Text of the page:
Brief History of the Guide Dog Board

A Picture from a practical exam in January 1959 of gentlemen standing outside with blind gentleman and his German Shepherd guide dog

In the 1940s, before the California State Board of Guide Dogs for the Blind was created to maintain professional standards of training, the guide dog field suffered from many of the same problems the service dog industry is experiencing today. Besides considerable public confusion as to the role and function of guide dogs in public places, a long list of scandalous activities historically characterized our field. Providing dogs with no training; raising funds with no plans to produce trained dogs; selling dogs; accepting people for training and not providing any; and selling unauthorized certification papers were significant features of many of the "guide dogs schools" operating in California.

While dogs had been used to assist blind people for thousands of years, the aftermath of the unregulated Industrial Revolution and horrible wounds of World War II increased the number of persons who were visually impaired. With no minimum standards set for schools,it was possible for any person to start a guide dog program. By the 1940s, programs of varying quality and competence were emerging throughout the country, most of them in California.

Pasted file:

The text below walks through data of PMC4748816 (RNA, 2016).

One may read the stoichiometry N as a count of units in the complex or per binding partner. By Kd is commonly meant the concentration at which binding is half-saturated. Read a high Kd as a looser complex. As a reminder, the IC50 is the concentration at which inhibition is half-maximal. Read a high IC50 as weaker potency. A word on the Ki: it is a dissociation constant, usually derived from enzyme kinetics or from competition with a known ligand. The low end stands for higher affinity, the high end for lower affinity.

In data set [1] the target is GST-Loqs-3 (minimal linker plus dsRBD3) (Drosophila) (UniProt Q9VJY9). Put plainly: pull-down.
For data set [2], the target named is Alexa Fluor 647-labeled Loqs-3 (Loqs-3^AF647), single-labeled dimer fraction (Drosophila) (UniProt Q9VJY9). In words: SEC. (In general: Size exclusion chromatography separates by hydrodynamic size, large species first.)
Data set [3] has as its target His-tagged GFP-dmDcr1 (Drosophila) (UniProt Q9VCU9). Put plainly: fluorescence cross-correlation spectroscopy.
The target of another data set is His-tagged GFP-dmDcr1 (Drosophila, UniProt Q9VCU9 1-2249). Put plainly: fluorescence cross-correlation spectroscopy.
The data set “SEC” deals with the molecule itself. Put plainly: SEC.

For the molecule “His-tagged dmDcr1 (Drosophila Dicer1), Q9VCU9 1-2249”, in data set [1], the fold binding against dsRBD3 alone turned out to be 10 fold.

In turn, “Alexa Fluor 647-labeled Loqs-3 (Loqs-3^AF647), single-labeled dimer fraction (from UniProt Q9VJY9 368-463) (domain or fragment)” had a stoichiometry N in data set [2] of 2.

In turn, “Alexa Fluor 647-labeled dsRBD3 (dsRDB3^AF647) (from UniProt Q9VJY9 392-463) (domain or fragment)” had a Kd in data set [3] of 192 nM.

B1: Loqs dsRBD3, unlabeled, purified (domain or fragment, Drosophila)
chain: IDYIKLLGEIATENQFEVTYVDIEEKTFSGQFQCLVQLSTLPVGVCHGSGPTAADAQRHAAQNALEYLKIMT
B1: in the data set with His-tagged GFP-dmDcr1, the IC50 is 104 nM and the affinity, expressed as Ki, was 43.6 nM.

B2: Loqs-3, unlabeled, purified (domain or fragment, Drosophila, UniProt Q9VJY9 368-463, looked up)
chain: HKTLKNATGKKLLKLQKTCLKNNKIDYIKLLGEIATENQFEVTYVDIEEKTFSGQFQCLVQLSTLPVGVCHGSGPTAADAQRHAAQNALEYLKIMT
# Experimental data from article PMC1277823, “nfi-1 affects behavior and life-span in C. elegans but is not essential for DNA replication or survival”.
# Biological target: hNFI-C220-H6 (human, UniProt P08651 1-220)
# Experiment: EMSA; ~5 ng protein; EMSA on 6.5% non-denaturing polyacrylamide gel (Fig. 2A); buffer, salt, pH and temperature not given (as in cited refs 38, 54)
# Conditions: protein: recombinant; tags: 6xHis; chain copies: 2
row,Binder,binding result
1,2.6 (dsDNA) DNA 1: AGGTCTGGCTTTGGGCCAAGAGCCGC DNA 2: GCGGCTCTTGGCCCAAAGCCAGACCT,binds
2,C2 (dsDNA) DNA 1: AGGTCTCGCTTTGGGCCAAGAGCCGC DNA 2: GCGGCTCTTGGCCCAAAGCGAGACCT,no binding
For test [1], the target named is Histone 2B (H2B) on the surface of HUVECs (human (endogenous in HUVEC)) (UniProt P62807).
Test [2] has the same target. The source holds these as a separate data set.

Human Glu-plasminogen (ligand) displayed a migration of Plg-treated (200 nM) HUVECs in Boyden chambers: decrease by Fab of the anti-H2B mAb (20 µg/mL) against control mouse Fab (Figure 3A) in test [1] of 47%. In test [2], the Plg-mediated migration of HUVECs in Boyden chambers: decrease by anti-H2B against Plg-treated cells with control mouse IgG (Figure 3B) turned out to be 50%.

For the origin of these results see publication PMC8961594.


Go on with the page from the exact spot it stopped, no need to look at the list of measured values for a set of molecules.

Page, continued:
Many people and organizations that provided services to the blind felt that the growth of unregulated operations was potentially so dangerous to consumers that something had to be done. A small group of blind people, the California Council of the Blind, and the editors of the Pasadena Star-News joined with highly supportive legislators to lay the groundwork for an agency that would ensure that blind people would receive competent instruction with properly trained dogs. It would also ensure that funds raised for guide dogs would be spent properly and that the public would be educated as to the services a dog provides. The Guide Dog Act that created the Board became law in 1947.

At first there were close to 20 guide dog operations; after the Board was established, only two were able to qualify for licenses. They still exist today: Guide Dogs for the Blind in San Rafael and Guide Dogs of America in Sylmar. (The third California school, Guide Dogs of the Desert was licensed in 1972).

Like many states, California controls the licensing and regulation of specific services and agencies such as dentists, architects, engineers and contractors. However California is the only state that requires mandatory licensing of guide dog schools and instructors. The Guide Dog Board believes that minimum standards and licensing expand opportunities for guide dog users through better public education and law enforcement.